Power Math Here we go again. Various famous quote lines come to mind as I read the latest policy pronouncements from the FCC in the form of newspaper articles. Never mind the rulemaking process, which I talked about last week. It has gotten to the point that "preliminary" decisions, and the calculation of whether the Chairman has the votes to do one thing or another are the fodder of exclusive newspaper interviews even before the relevant documents hit all the desks of the other Commissioners! But back to the quotes. You’ve seen them before in various forms; "figures don’t lie, but liars can figure," and "power corrupts, and absolute power corrupts absolutely." What we are now hearing coming out of the FCC reminds me of both sentiments. First, the speculation: apparently an item is being distributed for vote, possibly as soon as this month, that would find that cable has reached "70/70". That is, cable is available to 70 percent of the nation’s television homes, and that 70 percent of those homes subscribe to cable television service. Now there is no argument that cable plant is in front of far more than 70% of the television homes in the country. But that 70% subscribe? Where does that number come from? The FCC itself, in it’s last accounting of cable subscribers said that nowhere near that number of homes actually subscribed, and in case the Commission has missed this, the number of television homes has gone up, and if you just check with Wall Street, they will tell you that the number of cable subscribers has gone flat, or down! So how and why are these new conclusions being drawn? First, the reason; there is a provision in the 1984 Cable Act that would give the Commission some new authority to potentially write new rules to assure program diversity if cable reached a "70/70" position. It is no secret that some members of the Commission would like to aggregate all the power and authority they can over cable television to impose what they see as the "right" way for the industry to conduct its business. It is also no secret that almost everyone who has studied the issue agrees that the most popularly touted "fix" proposed, a la carte, would REDUCE not increase diversity in programming! It’s also clear we have more diversity today than ever. So to get the absolute power to do what they want, the folks who insist they know and have the right to impose industrial policy on the cable industry have to lock down that power by "finding" the numbers they need from a 23-year-old law. Hence the numbers game. How are they going to find that "cable" has reached "70/70"? Well, one suggestion is that they meld the numbers from cable’s telephone competitors into the "cable" numbers! So while logic would suggest that the rules worked, that the traditional cable folks are now fighting a spirited competitive battle, the FCC wants to add all the competitors together to justify more power to regulate. But even then the numbers don’t make it. If it were true that "cable" in all forms accounts for 70% of all MVPD subscribers, and we know that satellite represents more than 25%, then only 5% of homes are not served by multichannel video program distributors. But the government itself, as part of the DTV Transition, has been told by groups like the Consumer Federation of America that between 10 and 15% of all television homes rely solely on over-the-air television. That comes out to 110%! Power math.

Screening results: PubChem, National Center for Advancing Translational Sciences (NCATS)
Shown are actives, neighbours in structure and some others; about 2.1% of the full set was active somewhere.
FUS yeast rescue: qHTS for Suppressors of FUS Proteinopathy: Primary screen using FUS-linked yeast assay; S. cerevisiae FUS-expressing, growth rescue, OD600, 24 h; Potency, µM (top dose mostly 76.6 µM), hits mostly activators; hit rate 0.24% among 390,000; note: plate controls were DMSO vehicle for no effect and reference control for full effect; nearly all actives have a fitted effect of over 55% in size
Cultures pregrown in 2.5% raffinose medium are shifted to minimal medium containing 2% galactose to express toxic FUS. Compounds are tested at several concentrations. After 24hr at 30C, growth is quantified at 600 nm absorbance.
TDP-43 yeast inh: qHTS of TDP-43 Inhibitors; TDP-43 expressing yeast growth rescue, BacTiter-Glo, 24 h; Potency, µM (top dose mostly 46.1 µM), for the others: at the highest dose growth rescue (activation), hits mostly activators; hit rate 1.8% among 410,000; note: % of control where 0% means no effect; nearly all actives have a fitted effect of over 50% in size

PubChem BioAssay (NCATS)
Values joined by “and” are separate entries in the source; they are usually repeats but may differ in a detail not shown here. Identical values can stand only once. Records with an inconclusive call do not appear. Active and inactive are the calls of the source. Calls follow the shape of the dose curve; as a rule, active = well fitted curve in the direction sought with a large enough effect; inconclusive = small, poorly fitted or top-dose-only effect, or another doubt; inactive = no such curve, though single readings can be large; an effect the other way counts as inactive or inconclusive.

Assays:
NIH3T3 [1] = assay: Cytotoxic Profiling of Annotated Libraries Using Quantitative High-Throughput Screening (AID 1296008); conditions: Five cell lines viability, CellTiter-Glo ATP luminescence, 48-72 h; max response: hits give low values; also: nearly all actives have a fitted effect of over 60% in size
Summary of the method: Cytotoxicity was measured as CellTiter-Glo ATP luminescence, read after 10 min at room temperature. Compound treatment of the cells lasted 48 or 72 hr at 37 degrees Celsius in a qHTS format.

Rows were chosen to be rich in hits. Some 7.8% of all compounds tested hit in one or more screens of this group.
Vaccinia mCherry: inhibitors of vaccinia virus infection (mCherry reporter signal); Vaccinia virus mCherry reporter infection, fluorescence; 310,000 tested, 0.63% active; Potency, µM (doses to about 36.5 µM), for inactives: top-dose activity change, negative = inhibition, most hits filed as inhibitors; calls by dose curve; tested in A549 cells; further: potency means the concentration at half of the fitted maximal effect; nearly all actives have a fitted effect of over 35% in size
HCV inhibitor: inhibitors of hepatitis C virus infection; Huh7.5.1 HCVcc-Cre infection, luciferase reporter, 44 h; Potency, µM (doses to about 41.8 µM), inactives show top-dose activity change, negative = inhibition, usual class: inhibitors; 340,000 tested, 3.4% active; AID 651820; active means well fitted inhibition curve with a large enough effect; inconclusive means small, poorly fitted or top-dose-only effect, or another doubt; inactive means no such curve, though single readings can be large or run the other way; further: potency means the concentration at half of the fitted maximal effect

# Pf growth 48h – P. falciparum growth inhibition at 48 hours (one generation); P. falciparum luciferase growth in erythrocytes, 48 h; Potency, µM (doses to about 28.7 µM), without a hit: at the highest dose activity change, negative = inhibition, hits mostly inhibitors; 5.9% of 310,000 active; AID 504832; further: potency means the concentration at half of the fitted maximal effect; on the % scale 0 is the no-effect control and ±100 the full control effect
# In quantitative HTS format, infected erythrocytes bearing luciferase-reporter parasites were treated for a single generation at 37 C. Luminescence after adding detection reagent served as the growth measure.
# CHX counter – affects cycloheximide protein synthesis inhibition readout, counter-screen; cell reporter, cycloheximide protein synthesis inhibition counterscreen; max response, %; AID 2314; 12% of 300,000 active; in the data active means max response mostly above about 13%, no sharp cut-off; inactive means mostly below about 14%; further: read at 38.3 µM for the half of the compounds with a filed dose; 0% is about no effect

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At the Commission

The FCC adopted a NPRM seeking comment on how to maximize efficient use of the 500MHz of mid-band spectrum available in the 12.2-12.7GHz band. The hope of the proceeding is to further a conversation as to

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